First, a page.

Archive for the ‘chemistry’ category: Page 5

Dec 19, 2023

New technique could make modeling molecules much easier

Posted by in categories: chemistry, computing, quantum physics, solar power, sustainability

Much like the humans that created them, computers find physics hard, but quantum mechanics even harder. But a new technique created by three University of Chicago scientists allows computers to simulate certain challenging quantum mechanical effects in complex electronic materials with far less effort.

By making these simulations more accurate and efficient, the scientists hope the technique could help discover new molecules and materials, such as new types of solar cells or quantum computers.

“This advance holds immense potential for furthering our understanding of molecular phenomena, with significant implications for chemistry, , and related fields,” said scientist Daniel Gibney, a University of Chicago Ph.D. student in chemistry and first author on the paper, published Dec. 14 in Physical Review Letters.

Dec 18, 2023

Breakthrough in organic semiconductor synthesis paves way for advanced electronic devices

Posted by in categories: chemistry, innovation

A team of researchers led by Professor Young S. Park at UNIST’s Department of Chemistry has achieved a significant breakthrough in the field of organic semiconductors. Their successful synthesis and characterization of a novel molecule called “BNBN anthracene” has opened up new possibilities for the development of advanced electronic devices.

The paper is published in the journal Angewandte Chemie International Edition.

Organic semiconductors play a crucial role in improving the movement and light properties of electrons in carbon-centered organic electronic devices. The team’s research focused on enhancing the chemical diversity of these semiconductors by replacing carbon-carbon (C−C) bonds with isoelectronic boron-nitrogen (B−N) bonds. This substitution allows for precise modulation of the electronic properties without significant structural changes.

Dec 18, 2023

Study: Physicists create giant trilobite Rydberg molecules

Posted by in categories: chemistry, particle physics, quantum physics

Kaiserslautern physicists in the team of Professor Dr. Herwig Ott have succeeded for the first time in directly observing pure trilobite Rydberg molecules. Particularly interesting is that these molecules have a very peculiar shape, which is reminiscent of trilobite fossils. They also have the largest electric dipole moments of any molecule known so far.

The researchers used a dedicated apparatus that is capable of preparing these fragile at ultralow temperatures. The results reveal their chemical binding mechanisms, which are distinct from all other chemical bonds. The study was published in the journal Nature Communications.

For their experiment, the physicists used a cloud of rubidium that was cooled down in an to about 100 microkelvin—0.0001 degrees above absolute zero. Subsequently, they excited some of these atoms into a so-called Rydberg state using lasers. “In this process, the outermost electron in each case is brought into far-away orbits around the atomic body,” explains Professor Herwig Ott, who researches ultracold quantum gases and quantum atom optics at University of Kaiserslautern-Landau.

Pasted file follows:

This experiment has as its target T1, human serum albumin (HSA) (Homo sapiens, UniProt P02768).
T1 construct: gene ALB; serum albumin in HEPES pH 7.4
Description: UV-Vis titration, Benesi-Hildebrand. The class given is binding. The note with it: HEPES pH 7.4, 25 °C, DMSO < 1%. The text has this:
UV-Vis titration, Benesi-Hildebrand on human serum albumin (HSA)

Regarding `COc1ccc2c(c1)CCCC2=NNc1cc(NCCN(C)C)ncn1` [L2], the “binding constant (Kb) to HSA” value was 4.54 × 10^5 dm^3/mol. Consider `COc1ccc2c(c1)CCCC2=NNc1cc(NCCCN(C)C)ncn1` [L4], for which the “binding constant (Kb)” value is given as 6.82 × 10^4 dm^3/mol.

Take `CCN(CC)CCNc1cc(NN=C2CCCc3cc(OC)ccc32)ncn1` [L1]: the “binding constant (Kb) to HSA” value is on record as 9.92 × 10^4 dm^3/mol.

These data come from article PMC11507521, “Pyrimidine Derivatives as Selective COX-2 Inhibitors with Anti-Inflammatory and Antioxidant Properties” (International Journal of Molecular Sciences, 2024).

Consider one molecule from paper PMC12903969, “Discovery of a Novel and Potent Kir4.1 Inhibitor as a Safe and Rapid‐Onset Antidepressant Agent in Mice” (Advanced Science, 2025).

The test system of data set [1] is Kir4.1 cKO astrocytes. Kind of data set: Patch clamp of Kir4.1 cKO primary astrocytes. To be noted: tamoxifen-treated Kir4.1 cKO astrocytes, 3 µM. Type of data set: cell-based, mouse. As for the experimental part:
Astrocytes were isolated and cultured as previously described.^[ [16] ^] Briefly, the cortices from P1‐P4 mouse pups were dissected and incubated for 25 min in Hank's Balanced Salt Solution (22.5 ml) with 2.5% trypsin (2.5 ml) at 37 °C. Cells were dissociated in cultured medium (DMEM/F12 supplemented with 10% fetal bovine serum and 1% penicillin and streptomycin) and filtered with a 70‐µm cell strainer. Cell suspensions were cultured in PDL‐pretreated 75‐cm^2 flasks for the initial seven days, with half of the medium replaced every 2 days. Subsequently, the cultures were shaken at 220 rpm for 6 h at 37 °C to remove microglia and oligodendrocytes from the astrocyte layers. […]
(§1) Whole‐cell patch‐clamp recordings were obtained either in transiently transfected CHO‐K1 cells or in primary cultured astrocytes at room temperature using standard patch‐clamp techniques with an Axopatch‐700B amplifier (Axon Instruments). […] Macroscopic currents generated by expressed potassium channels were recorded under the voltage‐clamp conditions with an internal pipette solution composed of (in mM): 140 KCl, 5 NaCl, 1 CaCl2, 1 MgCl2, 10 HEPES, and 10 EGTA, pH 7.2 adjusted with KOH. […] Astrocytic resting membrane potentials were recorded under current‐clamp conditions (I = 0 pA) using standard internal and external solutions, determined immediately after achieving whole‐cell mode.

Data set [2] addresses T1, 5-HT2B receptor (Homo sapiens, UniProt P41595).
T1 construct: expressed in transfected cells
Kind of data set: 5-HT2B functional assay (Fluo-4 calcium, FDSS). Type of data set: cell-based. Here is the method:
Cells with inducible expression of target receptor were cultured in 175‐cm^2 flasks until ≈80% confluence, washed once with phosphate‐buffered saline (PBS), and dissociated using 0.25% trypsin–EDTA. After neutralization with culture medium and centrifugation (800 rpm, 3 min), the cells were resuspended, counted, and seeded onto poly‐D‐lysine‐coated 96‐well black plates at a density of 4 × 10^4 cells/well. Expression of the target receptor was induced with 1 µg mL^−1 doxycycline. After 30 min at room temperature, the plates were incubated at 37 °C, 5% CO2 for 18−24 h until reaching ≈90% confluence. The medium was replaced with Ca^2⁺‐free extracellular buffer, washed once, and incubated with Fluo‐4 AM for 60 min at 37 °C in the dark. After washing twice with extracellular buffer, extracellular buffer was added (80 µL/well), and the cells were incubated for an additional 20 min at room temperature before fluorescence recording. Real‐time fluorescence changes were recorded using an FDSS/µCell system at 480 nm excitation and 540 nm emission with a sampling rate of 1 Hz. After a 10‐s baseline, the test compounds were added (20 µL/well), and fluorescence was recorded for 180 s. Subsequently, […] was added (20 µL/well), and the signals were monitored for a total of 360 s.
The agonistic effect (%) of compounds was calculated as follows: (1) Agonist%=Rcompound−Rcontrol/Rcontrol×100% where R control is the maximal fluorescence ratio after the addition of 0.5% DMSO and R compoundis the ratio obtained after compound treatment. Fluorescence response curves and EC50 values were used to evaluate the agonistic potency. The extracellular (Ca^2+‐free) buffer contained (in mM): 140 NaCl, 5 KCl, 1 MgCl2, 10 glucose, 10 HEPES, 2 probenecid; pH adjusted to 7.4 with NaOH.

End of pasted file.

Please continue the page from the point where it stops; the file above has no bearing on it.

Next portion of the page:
Dec 18, 2023

Improving Gut Health with Microbiome and Probiotics

Posted by in categories: biotech/medical, chemistry, evolution, life extension, neuroscience

View show notes here: https://bit.ly/3GJjQKz Become a member to receive exclusive content: https://peterattiamd.com/subscribe/ Sign up to receive Peter’s email newsletter: https://peterattiamd.com/newsletter/ Colleen Cutcliffe is an expert in molecular biology and co-founder of Pendulum Therapeutics, a company working to develop treatments for a variety of diseases by targeting the microbiome. In this episode, Colleen delves into the complexity of the microbiome, how it is tested, and how it changes over time. She explores how probiotics, prebiotics, and postbiotics affect the gut and makes a compelling case that well-developed products have the potential not only to enhance gut health but also to positively influence overall metabolic well-being. Colleen emphasizes the significance of a high-fiber diet in sustaining a thriving gut microbiome, shares insights on minimizing microbiome damage during antibiotic use, provides tips for fostering and preserving a healthy gut, and much more. We discuss: 0:00:00 — Intro 0:00:34 — Colleen’s background and current focus 0:03:08 — The basics of the microbiome 0:12:37 — The study of the human microbiome 0:17:42 — Categories of bacteria, and the implications on health of the rapid evolution of bacteria 0:27:51 — Methods for measuring and understanding the microbiome, and key indicators of microbiome health 0:39:52 — The important role of fiber for promoting gut health through the production of butyrate 0:47:21 — The case for manipulating gut bacteria via fecal microbiota transplant (FMT) 0:53:25 — Dynamics of the microbiome: the gut-brain connection and how antibiotics, nutrition, stress, and more impact the microbiome’s diversity and function 0:59:16 — Factors that influence the vaginal microbiom 1:03:46 — The effect of gut microbes on obesity and challenges with fecal transplants in people 1:06:25 — Beneficial strains of gut bacteria and strains commonly found in probiotics 1:16:35 — The difference between a probiotic and prebiotic, and how CFUs are a measure of the “active ingredient” 1:21:47 — Considerations about how probiotic strains are produced, and more on the meaning of CFU 1:31:12 — Mitigating the effect of antibiotics on the microbiome 1:39:58 — What do we know about the effect of artificial sweeteners on the gut microbiome? 1:47:02 — Why Akkermansia is a keystone strain with implications for metabolic health and an individual’s response to dietary interventions 1:58:14 — The essential steps necessary to develop a robust probiotic for optimal health support 2:01:45 — How Akkermansia helps control blood glucose, and potential implications of Akkermansia in weight loss, diabetes management, and more 2:22:46 — Pendulum Therapeutics’ commitment to rigorous product develop 2:29:54 — Details about the probiotic “Glucose Control” and other probiotics developed by Pendulum Therapeutics 2:38:43 — Further studies of Akkermansia that have been proposed or are underway ——– About: The Peter Attia Drive is a deep-dive podcast focusing on maximizing longevity, and all that goes into that from physical to cognitive to emotional health. With over 70 million episodes downloaded, it features topics including exercise, nutritional biochemistry, cardiovascular disease, Alzheimer’s disease, cancer, mental health, and much more. Peter Attia is the founder of Early Medical, a medical practice that applies the principles of Medicine 3.0 to patients with the goal of lengthening their lifespan and simultaneously improving their healthspan.